Emotion is one of the more interesting elements of Google’s search engine algorithm, at least in my opinion. It is unclear if Google’s algorithm takes emotion into account when determining search rankings, but a case can be made for either. Traditional SEO belief was that the more links into a site, the better. Google has made it their goal to make their algorithm more “human;” it should view page relevance to a query the same way a human would. If that’s the case, than emotion should be a factor. If I wrote a blog post talking about an awful Chinese restaurant that I went to and in this post I criticized the restaurant throughout, a human ranker would move that restaurant down in a list of local Chinese restaurants.
A blog post from SEO Moz believes that positive or negative sentiment is a factor in Google’s algorithm. The algorithm already considers context when reviewing a query that can have multiple meanings. The article calls this “stylometry,” the study of language style. If Google can already use context to determine the correct meaning of the word, what’s not to say that they can’t use context to determine positive or negative sentiment? If you dig a little deeper, you can find that this is something that Google is definitely pursuing. In April 2007, Google filed for a patent titled “Large-scale sentiment analysis” and the patent was issued to Google in August 2011. The patent abstract reads, “A method for determining a sentiment associated with an entity includes inputting a plurality of texts associated with the entity, labeling seed words in the plurality of texts as positive or negative, determining a score estimate for the plurality of words based on the labeling…” and eventually getting a corresponding sentiment score.
So Google definitely uses sentiment analysis, right? Not necessarily. The issue of sentiment analysis came to a head just over a year ago when the New York Times reported a disturbing story about an online retailed called DecorMyEyes. In short, one company treated its customers horribly, even threatening and terrorizing them, on the premise that complaints and negative reviews posted online created links, helping search engine optimization. This went beyond bad reviews; the head of the company created several fake personas, overcharged and threatened customers, even telling the employer of one customer that their employee was a homosexual drug dealer. But the head of the company was unremorseful because the worse he acted, the better business got. This story of course raised the idea that Google needed to include more about sentiment in its search rankings.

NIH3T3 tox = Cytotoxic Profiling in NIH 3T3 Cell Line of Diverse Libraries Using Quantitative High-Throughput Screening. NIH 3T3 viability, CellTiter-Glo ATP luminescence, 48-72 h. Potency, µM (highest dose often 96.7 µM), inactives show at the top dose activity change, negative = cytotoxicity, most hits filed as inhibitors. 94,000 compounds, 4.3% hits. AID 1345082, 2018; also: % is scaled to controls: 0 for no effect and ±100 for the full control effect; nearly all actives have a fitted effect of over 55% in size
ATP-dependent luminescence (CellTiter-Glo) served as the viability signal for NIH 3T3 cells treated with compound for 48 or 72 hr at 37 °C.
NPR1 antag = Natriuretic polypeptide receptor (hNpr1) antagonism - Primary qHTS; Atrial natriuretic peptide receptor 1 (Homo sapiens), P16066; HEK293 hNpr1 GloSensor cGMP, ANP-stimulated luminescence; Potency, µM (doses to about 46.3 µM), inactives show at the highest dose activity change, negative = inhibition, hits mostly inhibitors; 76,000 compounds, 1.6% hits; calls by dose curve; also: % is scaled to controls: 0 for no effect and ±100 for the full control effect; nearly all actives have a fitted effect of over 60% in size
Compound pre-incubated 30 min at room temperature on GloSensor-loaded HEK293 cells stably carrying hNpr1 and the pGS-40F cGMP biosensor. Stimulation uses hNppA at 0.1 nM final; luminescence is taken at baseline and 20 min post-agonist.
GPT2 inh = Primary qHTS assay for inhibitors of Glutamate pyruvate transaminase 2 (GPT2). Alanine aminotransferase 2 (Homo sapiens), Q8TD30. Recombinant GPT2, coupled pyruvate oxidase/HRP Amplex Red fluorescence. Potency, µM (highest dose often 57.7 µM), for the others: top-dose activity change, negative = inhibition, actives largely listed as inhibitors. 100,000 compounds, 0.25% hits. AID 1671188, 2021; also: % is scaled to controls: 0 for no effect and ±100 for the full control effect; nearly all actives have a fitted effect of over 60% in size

However, in the interest of providing users with the most relevant pages and best information related to their query, penalizing all links in the context of negative sentiment is not always effective. For example, let’s take something that I hate, the New York Yankees (and there are plenty of Red Sox fans to back me up on this). If I write a blog post about how much I can’t stand the Yankees and link it to their page, this should not hurt the Yankees’ search rankings. The Yankees official home page should not be dropped below a team store with a lot of good reviews because of negative sentiment.
Google responded to the DecorMyEyes story with an official blog post in which they claimed they would not be enacting sentiment analysis across the board for this reason. The example they gave was elected officials (probably a more important example than a baseball team). Politicians often have people strongly for or against them, and the links that criticize them should not affect them in the search rankings. While a lot of people may disagree with the policies of Rick Santorum, his official page and information about his policies should be high results on search engines (I chose Santorum because he has his own Google problem. Google him if you don’t know what I’m talking about).
The truth of course is that sentiment analysis has its merits and drawbacks. I believe that there are particular cases in which sentiment analysis could be very beneficial, like if the search query is for a commodity, restaurant or retailer. I would not be surprised to see Google use sentiment analysis with Google Places by integrating the reviews of users. However, with more informative queries, implementing sentiment analysis may be harmful. I think the key for Google is adding something to the algorithm that can distinguish between the two. They may already be doing this, but as Google’s algorithm is always kept top secret, we have no way of definitely knowing. If Google does announce any further changes, we will definitely keep you up to date.